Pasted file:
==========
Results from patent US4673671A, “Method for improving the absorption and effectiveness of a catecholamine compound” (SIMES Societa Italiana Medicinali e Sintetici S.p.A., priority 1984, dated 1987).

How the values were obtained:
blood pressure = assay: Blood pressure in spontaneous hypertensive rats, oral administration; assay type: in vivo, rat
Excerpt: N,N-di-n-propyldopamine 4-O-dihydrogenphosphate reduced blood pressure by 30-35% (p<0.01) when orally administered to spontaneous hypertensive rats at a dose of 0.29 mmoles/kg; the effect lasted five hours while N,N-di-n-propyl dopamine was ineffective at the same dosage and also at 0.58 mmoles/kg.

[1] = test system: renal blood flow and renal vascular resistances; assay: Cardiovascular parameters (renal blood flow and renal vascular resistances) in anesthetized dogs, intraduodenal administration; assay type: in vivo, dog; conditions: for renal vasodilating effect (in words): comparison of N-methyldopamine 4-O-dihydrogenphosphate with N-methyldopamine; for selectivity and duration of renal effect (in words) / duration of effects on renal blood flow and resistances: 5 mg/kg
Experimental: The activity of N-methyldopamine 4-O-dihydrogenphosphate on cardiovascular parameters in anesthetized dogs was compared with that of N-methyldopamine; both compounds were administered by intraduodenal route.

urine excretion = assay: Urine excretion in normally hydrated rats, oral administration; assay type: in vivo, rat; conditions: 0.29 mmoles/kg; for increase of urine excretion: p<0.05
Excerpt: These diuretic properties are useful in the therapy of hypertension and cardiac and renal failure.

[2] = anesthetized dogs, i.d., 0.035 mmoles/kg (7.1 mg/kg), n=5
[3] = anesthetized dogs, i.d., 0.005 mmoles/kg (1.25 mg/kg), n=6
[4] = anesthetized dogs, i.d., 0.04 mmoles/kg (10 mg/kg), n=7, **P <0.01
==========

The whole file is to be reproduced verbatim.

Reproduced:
Results from patent US4673671A, “Method for improving the absorption and effectiveness of a catecholamine compound” (SIMES Societa Italiana Medicinali e Sintetici S.p.A., priority 1984, dated 1987).

How the values were obtained:
blood pressure = assay: Blood pressure in spontaneous hypertensive rats, oral administration; assay type: in vivo, rat
Excerpt: N,N-di-n-propyldopamine 4-O-dihydrogenphosphate reduced blood pressure by 30-35% (p<0.01) when orally administered to spontaneous hypertensive rats at a dose of 0.29 mmoles/kg; the effect lasted five hours while N,N-di-n-propyl dopamine was ineffective at the same dosage and also at 0.58 mmoles/kg.

[1] = test system: renal blood flow and renal vascular resistances; assay: Cardiovascular parameters (renal blood flow and renal vascular resistances) in anesthetized dogs, intraduodenal administration; assay type: in vivo, dog; conditions: for renal vasodilating effect (in words): comparison of N-methyldopamine 4-O-dihydrogenphosphate with N-methyldopamine; for selectivity and duration of renal effect (in words) / duration of effects on renal blood flow and resistances: 5 mg/kg
Experimental: The activity of N-methyldopamine 4-O-dihydrogenphosphate on cardiovascular parameters in anesthetized dogs was compared with that of N-methyldopamine; both compounds were administered by intraduodenal route.

urine excretion = assay: Urine excretion in normally hydrated rats, oral administration; assay type: in vivo, rat; conditions: 0.29 mmoles/kg; for increase of urine excretion: p<0.05
Excerpt: These diuretic properties are useful in the therapy of hypertension and cardiac and renal failure.

[2] = anesthetized dogs, i.d., 0.035 mmoles/kg (7.1 mg/kg), n=5
[3] = anesthetized dogs, i.d., 0.005 mmoles/kg (1.25 mg/kg), n=6
[4] = anesthetized dogs, i.d., 0.04 mmoles/kg (10 mg/kg), n=7, **P <0.01